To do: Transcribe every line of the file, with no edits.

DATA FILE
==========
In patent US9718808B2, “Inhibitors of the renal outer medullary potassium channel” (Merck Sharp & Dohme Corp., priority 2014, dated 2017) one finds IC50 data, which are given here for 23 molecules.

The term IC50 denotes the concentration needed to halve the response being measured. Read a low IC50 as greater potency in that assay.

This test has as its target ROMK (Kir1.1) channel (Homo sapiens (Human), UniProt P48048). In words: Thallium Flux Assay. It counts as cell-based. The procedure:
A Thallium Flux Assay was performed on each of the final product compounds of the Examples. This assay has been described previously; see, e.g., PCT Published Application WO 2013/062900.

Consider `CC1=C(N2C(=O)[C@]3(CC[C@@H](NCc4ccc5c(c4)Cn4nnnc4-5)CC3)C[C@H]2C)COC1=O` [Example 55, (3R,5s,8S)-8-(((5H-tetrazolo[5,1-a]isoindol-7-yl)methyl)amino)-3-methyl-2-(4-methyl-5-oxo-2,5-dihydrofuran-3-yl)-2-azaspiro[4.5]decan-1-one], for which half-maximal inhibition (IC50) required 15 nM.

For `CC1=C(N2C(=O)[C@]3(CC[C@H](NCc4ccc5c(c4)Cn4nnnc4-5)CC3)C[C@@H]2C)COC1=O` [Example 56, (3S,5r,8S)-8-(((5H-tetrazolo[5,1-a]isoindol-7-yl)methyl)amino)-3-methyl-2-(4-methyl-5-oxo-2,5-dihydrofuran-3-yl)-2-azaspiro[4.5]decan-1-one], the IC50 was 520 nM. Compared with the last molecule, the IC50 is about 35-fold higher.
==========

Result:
In patent US9718808B2, “Inhibitors of the renal outer medullary potassium channel” (Merck Sharp & Dohme Corp., priority 2014, dated 2017) one finds IC50 data, which are given here for 23 molecules.

The term IC50 denotes the concentration needed to halve the response being measured. Read a low IC50 as greater potency in that assay.

This test has as its target ROMK (Kir1.1) channel (Homo sapiens (Human), UniProt P48048). In words: Thallium Flux Assay. It counts as cell-based. The procedure:
A Thallium Flux Assay was performed on each of the final product compounds of the Examples. This assay has been described previously; see, e.g., PCT Published Application WO 2013/062900.

Consider `CC1=C(N2C(=O)[C@]3(CC[C@@H](NCc4ccc5c(c4)Cn4nnnc4-5)CC3)C[C@H]2C)COC1=O` [Example 55, (3R,5s,8S)-8-(((5H-tetrazolo[5,1-a]isoindol-7-yl)methyl)amino)-3-methyl-2-(4-methyl-5-oxo-2,5-dihydrofuran-3-yl)-2-azaspiro[4.5]decan-1-one], for which half-maximal inhibition (IC50) required 15 nM.

For `CC1=C(N2C(=O)[C@]3(CC[C@H](NCc4ccc5c(c4)Cn4nnnc4-5)CC3)C[C@@H]2C)COC1=O` [Example 56, (3S,5r,8S)-8-(((5H-tetrazolo[5,1-a]isoindol-7-yl)methyl)amino)-3-methyl-2-(4-methyl-5-oxo-2,5-dihydrofuran-3-yl)-2-azaspiro[4.5]decan-1-one], the IC50 was 520 nM. Compared with the last molecule, the IC50 is about 35-fold higher.